Health experts have warned government against laxity in enforcing Covid-19 precautionary rules, especially on the borders, saying Malawi is not prepared to handle the consequences.
This follows increased imported Covid-19 cases from countries hard hit by the third wave like India, Pakistan and Bangladesh. Just on Tuesday, the country registered 15 new Covid-19 cases, out of which seven were imported from India, a country whose health system is strained after being severely hit by the third wave.
This came after three Bangladeshi nationals, who arrived in the country on April 26, also tested positive.
Again, after government banned travels to those countries on April 26, the following day, seven Pakistani nationals destined for Shayona Cement Company in Kasungu were allowed entry through Kamuzu International Airport in Lilongwe.
Ministry of Health spokesperson Joshua Malango said the seven were tested for Covid-19 the same day, and one of them tested positive.
He said: “So, they were put on quarantine [on Shayona’s cost]. After 14 days, the person who tested positive later tested negative, but of the six that first tested negative, two came out positive.”
Malango said as a result, Minister of Health Khumbize Chiponda visited the facility in Kasungu on Monday and ordered that all seven must go into another 14-day quarantine.
“This time, they were told to quarantine elsewhere and not in Kasungu because it was found that these people were staying in the same house but in different rooms. They will foot all the bills at the new quarantine place,” he said.
Malango added that government has also ordered mass testing for all workers at Shayona Cement Company to ascertain the extent of the pandemic.
He said Chiponda will soon engage Minister of Homeland Security Richard Chimwendo Banda to ensure that immigration officials support the fight against the pandemic.
He said: “The seven [Pakistanis] were returning from a holiday in their home country. The protocol is that the Immigration Department officials at ports of entry refer them to a health official, where they are given a list of hotels for institutional quarantine.
“This did not happen, and the seven were left to go to Kasungu. We want to understand why this did not happen. So the Minister of Health will engage Minister for Homeland Security to understand the matter.”
However, National Immigration deputy spokesperson Wellington Chiponde said such issues can best be answered by health officials at the airport.
“Our job is to facilitate travel, and there is a designated health official who has to ensure that all Covid-19 protocols are followed. So, on what happened for those returning from Pakistan to get to Kasungu, I think health officials are the best to respond to that,” he said.
In another disturbing development, police in Mzimba on Monday arrested 10 Bangladesh nationals for illegally entering into the country. Two Malawians were also arrested for aiding and abetting the illegal immigrants.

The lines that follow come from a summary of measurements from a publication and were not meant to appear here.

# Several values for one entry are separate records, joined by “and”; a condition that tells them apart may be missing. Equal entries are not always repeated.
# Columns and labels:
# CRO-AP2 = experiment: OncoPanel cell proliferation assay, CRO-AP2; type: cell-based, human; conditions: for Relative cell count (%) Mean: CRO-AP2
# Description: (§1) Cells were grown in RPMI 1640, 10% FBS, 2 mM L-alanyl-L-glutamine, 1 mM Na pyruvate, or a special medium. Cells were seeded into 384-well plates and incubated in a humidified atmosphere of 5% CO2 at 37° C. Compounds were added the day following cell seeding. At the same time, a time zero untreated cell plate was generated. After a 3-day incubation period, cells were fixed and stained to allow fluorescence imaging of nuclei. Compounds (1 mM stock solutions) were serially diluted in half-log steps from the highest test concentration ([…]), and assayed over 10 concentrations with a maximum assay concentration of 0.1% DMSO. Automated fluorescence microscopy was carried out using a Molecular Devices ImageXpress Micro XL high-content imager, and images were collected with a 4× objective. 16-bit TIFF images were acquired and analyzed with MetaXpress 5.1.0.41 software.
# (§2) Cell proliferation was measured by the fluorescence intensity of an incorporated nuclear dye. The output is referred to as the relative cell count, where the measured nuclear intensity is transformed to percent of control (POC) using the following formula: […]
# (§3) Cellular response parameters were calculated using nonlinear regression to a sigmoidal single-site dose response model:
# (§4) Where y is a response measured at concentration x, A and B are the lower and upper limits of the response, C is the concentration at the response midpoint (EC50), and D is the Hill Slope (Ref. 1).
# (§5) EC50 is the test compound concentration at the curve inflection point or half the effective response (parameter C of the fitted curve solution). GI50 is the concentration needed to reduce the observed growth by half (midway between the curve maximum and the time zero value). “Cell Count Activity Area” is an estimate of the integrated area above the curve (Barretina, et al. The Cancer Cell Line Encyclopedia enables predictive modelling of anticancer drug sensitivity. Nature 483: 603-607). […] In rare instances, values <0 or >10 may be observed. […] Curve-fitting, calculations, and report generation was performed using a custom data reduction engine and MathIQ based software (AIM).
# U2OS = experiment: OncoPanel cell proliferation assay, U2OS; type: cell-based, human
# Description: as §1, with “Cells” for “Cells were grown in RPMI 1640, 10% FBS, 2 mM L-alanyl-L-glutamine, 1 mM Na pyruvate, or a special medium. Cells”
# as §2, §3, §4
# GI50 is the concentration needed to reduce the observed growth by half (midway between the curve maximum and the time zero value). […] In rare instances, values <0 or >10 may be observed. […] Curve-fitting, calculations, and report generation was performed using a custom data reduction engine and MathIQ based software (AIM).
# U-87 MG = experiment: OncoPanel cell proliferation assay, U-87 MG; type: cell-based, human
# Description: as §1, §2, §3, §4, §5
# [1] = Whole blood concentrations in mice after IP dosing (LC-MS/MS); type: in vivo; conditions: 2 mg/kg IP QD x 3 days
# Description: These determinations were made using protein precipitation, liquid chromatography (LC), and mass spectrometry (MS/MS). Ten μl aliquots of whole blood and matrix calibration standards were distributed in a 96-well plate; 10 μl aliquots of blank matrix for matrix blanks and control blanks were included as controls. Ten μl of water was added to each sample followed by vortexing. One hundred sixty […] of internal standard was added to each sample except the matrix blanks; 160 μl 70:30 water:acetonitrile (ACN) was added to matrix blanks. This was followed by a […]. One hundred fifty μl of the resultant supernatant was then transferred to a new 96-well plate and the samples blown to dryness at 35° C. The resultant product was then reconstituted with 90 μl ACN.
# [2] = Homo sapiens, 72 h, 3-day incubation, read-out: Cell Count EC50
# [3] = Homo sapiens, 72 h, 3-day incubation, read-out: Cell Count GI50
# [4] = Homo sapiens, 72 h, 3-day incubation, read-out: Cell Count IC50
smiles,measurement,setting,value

Meanwhile, Physicians Assistants Association of Malawi (Paum) president Solomon Chomba has warned that any simple compromise on the borders relating to Covid-19 screening guidelines could have serious consequences for Malawians and the country’s economic development.
He said: “We are at risk of this mutated Covid-19 third wave. As such, we need to get serious in dealing with the situation at hand.
“Let our borders strictly reinforce the directive by the Minister of Health. All responsible officers should diligently safeguard the health security of our country by tightening borders with enough Covid-19 screening materials, human resource, proper monitoring and follow up systems of those who happen to test negative.”
On his part, Malawi Health Equity Network executive director George Jobe also said Malawi needs to tighten her borders.
He said anyone entering the country’s borders should have certificates of negative results.
Said Jobe: “There is relaxation at the borders on the demand for certificates of negative results especially for those walking on foot or cycling.
“People from the countries with travel ban can land through neighbouring countries and walk into Malawi. The other initiative is to do with patrolling the uncharted border entry points.”
He said Immigration Department and police should patrol such places and that any officers found aiding foreigners into the country illegally should be quickly disciplined.
“Risks of cross border movements needs to also be instilled in Malawians who ply cross-border trade,” said Jobe.
The World Health Organisation has already designated the Indian Covid-19 variant (India B. 1.617) a “variant of global concern” as it spreads more easily than other strains and has spread to over 30 countries.